A lonely widow caught in an online scammer’s web of deceit has been convicted of fraud and will spend the next 10 years paying for the $50,000 mistake.
Margaret Ena Simpson, of South Taranaki, met the international fraudster through an online dating site. She never saw the man in person and knew him only as Tony.
Tony used her as a mule to funnel money through an invoicing scam he was running on a Manawat?-based building company.
Unbeknown to Simpson, Tony had hijacked the email account of Palmer and Low Construction and was able to change invoices before they went to clients.
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The event arm of America’s Cup syndicate Team New Zealand lost $2.8 million in similar fashion after paying it to a scammer’s Hungarian bank account.
Tony told the 60-year-old, whose husband of 22 years had died of cancer, that money was going to appear in her bank account and instructed her to forward the cash to two other accounts.
The first payment, of $53,023.35, appeared in Simpson’s account on April 4. The following day she went into the bank and sent $25,015 to an Australian account via foreign exchange.
Simpson also withdrew $13,300 in cash which she deposited back into her account the following day.
She then sent a further $25,000 to another Australian account, telling bank staff she had been sent the money by her Australian boyfriend.
Simpson was not aware the $53,000 was in fact a progress payment made to Palmer and Low on April 4, via internet banking, by retired couple Ross and Judith Charlton towards their dream home in Feilding.
The couple, formerly of South Taranaki, made a second payment of the same amount on April 16 but the alarm was then raised by the bank’s fraud team.
The bank was able to reverse the second payment but the Charltons were left $53,000 out of pocket, with the emotional stress taking a toll on their health.
On Wednesday, Simpson appeared before Judge Philip Recordon in the H?wera District Court on a charge of money laundering.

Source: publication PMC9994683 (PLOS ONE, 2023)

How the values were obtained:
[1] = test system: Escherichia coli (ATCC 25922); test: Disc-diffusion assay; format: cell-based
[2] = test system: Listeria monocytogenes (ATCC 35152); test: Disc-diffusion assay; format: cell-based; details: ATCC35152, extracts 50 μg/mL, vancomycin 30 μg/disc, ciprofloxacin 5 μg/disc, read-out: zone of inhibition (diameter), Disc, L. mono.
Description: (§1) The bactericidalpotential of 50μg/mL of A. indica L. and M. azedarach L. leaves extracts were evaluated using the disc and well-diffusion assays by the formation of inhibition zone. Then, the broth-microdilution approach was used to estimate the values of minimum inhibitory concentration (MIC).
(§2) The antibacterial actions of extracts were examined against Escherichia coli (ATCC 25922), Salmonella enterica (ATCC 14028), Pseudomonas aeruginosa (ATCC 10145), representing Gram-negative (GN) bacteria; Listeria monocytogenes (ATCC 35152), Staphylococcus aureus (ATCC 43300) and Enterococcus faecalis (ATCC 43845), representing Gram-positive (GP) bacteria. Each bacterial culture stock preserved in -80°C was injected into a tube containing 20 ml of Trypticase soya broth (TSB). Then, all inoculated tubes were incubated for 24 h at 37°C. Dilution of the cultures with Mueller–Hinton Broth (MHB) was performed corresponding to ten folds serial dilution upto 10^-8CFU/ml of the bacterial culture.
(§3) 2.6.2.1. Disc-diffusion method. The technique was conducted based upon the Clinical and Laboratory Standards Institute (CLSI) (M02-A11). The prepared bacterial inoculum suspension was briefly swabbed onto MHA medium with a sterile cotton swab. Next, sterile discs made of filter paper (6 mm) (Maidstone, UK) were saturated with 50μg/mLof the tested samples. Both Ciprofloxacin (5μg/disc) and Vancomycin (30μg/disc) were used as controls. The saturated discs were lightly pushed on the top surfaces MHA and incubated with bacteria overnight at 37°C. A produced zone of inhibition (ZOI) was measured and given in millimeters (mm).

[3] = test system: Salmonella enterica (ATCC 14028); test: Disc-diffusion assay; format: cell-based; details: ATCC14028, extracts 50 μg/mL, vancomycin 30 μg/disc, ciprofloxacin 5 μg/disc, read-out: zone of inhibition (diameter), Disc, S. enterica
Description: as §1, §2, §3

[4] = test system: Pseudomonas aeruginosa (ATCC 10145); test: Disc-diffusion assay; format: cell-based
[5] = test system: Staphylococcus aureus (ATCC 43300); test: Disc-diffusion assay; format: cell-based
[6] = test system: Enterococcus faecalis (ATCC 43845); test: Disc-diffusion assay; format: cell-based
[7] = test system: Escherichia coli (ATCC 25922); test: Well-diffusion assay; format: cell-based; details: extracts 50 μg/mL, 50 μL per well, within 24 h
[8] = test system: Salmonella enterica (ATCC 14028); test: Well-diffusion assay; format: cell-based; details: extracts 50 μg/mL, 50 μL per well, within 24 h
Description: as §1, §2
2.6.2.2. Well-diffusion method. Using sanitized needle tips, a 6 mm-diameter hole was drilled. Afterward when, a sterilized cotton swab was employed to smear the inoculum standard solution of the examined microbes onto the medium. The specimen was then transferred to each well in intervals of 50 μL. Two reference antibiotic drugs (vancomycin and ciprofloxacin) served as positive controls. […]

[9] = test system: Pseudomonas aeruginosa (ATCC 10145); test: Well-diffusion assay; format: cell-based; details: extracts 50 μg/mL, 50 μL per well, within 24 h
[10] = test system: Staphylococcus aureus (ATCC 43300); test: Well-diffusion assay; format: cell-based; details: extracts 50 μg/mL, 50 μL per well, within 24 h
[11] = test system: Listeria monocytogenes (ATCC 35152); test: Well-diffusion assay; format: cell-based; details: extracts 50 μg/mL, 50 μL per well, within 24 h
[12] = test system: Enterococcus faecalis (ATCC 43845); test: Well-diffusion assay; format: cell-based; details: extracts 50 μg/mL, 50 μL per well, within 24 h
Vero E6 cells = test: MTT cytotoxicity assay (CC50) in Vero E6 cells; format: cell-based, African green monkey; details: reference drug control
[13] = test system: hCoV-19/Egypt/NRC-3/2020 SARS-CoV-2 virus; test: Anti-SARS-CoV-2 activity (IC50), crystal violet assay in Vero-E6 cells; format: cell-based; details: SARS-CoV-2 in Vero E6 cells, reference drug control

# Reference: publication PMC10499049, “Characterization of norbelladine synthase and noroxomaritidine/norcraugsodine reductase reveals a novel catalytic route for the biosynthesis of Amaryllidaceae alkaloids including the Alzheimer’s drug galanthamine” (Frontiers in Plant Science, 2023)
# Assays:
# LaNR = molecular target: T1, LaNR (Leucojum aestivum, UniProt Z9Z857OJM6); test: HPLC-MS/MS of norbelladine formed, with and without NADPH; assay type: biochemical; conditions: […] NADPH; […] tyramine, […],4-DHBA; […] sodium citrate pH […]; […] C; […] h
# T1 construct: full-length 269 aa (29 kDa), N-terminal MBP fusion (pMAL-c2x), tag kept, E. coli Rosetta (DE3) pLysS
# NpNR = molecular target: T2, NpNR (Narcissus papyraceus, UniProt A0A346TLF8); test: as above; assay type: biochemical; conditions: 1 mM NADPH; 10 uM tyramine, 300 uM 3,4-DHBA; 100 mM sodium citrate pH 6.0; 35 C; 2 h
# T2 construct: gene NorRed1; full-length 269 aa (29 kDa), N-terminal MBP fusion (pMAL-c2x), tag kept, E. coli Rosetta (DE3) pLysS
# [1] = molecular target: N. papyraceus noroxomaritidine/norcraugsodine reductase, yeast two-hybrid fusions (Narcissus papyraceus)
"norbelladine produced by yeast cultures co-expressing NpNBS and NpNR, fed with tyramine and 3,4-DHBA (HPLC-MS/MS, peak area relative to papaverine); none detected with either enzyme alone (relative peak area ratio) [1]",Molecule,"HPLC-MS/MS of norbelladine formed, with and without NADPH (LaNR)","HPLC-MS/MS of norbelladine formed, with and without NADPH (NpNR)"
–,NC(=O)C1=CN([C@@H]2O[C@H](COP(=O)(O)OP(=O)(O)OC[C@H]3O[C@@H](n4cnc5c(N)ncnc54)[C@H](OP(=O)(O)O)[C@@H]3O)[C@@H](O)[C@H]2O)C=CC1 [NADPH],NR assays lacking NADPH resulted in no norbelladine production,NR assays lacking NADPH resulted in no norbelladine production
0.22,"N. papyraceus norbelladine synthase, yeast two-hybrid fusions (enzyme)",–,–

Defence lawyer Rajan Rai provided Simpson’s explanation so Judith Charlton, who was in court, could hear it.
“The defendant says she felt lonely and she fell for this person who described himself as Tony, who was charming and kind,” Rai said.
“In hindsight, she realises she should have been suspicious and should have made further inquiries of this person, Tony, when two large sums of money were deposited in her account.”
Rai said Simpson acknowledged she had been reckless but claimed she had been disarmed of rational thought by Tony’s genuine and kind persona.
Simpson was committed to paying the $53,000 back at $100 a week from her benefit, Rai said.
Police prosecutor Sergeant Steve Hickey said the Charltons maintained in their victim impact statement, which he read to the court, that they were the victims of Simpson’s selfish stupidity and she had ignored the warning signs.
“You did not ask any questions. You are not a victim. You lost nothing.”
Ross Charlton still could not face Simpson in person, Hickey said.
The moment Judith Charlton was told the money had been stolen her heart sank, Hickey said, and the ongoing stress had caused significant health problems for the couple.
“It is impossible to accurately describe the feeling, it was horrible.”
The couple had had to take out a mortgage to get their home finished but it was not to the standard they expected.
“The gloss and happiness we should have had when moving into our new home was not there and it still isn’t as two years on it is still not finished,” Hickey read.
Ross Charlton developed pneumonia, a blood clot in his leg and ended up with medically induced diabetes which required an expensive diet, and the couple were struggling to make ends meet.
“Last year I cried when our neighbour gave me a bag of green beans for dinner. That is how bad things have been for us.”
Hickey said there was an element of recklessness to Simpson’s behaviour and similar problems were becoming more prevalent, citing the example of Team New Zealand.
Judge Recordon convicted Simpson, ordered her to pay the $53,000 in reparation at $100 per week and sentenced her to 150 hours of community work.
Lepperton’s Ruru House childcare centre lost $54,000 in a similar scam at the end of 2018.